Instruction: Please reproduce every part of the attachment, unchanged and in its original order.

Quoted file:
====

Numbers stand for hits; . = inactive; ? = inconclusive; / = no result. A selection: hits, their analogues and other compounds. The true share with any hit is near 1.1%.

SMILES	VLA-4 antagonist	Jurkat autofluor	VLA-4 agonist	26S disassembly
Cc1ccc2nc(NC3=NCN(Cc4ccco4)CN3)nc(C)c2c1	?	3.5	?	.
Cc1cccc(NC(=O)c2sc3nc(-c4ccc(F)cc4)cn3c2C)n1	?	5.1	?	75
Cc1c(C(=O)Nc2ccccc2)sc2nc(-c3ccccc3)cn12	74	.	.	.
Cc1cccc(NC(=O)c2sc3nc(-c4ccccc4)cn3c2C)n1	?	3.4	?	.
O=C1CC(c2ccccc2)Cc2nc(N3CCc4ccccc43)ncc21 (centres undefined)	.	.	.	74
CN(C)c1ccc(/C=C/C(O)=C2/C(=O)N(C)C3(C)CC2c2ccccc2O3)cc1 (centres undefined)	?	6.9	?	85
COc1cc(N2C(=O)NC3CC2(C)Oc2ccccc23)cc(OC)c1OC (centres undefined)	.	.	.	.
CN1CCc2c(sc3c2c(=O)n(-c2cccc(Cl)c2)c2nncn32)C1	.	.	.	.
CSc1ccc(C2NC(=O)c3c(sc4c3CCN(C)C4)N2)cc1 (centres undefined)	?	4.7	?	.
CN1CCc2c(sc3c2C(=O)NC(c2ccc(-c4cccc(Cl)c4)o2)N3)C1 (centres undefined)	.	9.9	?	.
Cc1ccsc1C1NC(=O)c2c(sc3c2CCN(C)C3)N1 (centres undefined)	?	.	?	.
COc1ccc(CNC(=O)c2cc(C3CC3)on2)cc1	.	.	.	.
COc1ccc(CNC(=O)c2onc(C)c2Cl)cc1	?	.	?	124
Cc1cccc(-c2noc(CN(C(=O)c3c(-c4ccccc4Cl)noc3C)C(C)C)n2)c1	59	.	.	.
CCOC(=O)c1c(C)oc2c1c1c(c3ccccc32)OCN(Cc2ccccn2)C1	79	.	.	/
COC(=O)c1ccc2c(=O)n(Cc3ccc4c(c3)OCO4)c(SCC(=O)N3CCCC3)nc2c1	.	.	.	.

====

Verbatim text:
Numbers stand for hits; . = inactive; ? = inconclusive; / = no result. A selection: hits, their analogues and other compounds. The true share with any hit is near 1.1%.

SMILES	VLA-4 antagonist	Jurkat autofluor	VLA-4 agonist	26S disassembly
Cc1ccc2nc(NC3=NCN(Cc4ccco4)CN3)nc(C)c2c1	?	3.5	?	.
Cc1cccc(NC(=O)c2sc3nc(-c4ccc(F)cc4)cn3c2C)n1	?	5.1	?	75
Cc1c(C(=O)Nc2ccccc2)sc2nc(-c3ccccc3)cn12	74	.	.	.
Cc1cccc(NC(=O)c2sc3nc(-c4ccccc4)cn3c2C)n1	?	3.4	?	.
O=C1CC(c2ccccc2)Cc2nc(N3CCc4ccccc43)ncc21 (centres undefined)	.	.	.	74
CN(C)c1ccc(/C=C/C(O)=C2/C(=O)N(C)C3(C)CC2c2ccccc2O3)cc1 (centres undefined)	?	6.9	?	85
COc1cc(N2C(=O)NC3CC2(C)Oc2ccccc23)cc(OC)c1OC (centres undefined)	.	.	.	.
CN1CCc2c(sc3c2c(=O)n(-c2cccc(Cl)c2)c2nncn32)C1	.	.	.	.
CSc1ccc(C2NC(=O)c3c(sc4c3CCN(C)C4)N2)cc1 (centres undefined)	?	4.7	?	.
CN1CCc2c(sc3c2C(=O)NC(c2ccc(-c4cccc(Cl)c4)o2)N3)C1 (centres undefined)	.	9.9	?	.
Cc1ccsc1C1NC(=O)c2c(sc3c2CCN(C)C3)N1 (centres undefined)	?	.	?	.
COc1ccc(CNC(=O)c2cc(C3CC3)on2)cc1	.	.	.	.
COc1ccc(CNC(=O)c2onc(C)c2Cl)cc1	?	.	?	124
Cc1cccc(-c2noc(CN(C(=O)c3c(-c4ccccc4Cl)noc3C)C(C)C)n2)c1	59	.	.	.
CCOC(=O)c1c(C)oc2c1c1c(c3ccccc32)OCN(Cc2ccccn2)C1	79	.	.	/
COC(=O)c1ccc2c(=O)n(Cc3ccc4c(c3)OCO4)c(SCC(=O)N3CCCC3)nc2c1	.	.	.	.